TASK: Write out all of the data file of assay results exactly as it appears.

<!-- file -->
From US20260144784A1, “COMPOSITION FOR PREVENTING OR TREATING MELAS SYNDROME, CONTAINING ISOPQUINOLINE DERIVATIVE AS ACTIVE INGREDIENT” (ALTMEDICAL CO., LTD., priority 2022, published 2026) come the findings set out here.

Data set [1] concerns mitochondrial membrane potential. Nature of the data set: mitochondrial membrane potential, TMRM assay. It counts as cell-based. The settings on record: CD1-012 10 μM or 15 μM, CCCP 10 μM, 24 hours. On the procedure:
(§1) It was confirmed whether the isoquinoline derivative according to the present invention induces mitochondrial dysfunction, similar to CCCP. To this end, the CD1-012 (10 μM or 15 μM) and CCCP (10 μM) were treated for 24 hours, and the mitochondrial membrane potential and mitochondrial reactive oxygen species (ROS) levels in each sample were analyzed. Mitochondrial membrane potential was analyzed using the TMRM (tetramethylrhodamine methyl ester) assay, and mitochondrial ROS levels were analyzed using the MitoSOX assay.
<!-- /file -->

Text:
From US20260144784A1, “COMPOSITION FOR PREVENTING OR TREATING MELAS SYNDROME, CONTAINING ISOPQUINOLINE DERIVATIVE AS ACTIVE INGREDIENT” (ALTMEDICAL CO., LTD., priority 2022, published 2026) come the findings set out here.

Data set [1] concerns mitochondrial membrane potential. Nature of the data set: mitochondrial membrane potential, TMRM assay. It counts as cell-based. The settings on record: CD1-012 10 μM or 15 μM, CCCP 10 μM, 24 hours. On the procedure:
(§1) It was confirmed whether the isoquinoline derivative according to the present invention induces mitochondrial dysfunction, similar to CCCP. To this end, the CD1-012 (10 μM or 15 μM) and CCCP (10 μM) were treated for 24 hours, and the mitochondrial membrane potential and mitochondrial reactive oxygen species (ROS) levels in each sample were analyzed. Mitochondrial membrane potential was analyzed using the TMRM (tetramethylrhodamine methyl ester) assay, and mitochondrial ROS levels were analyzed using the MitoSOX assay.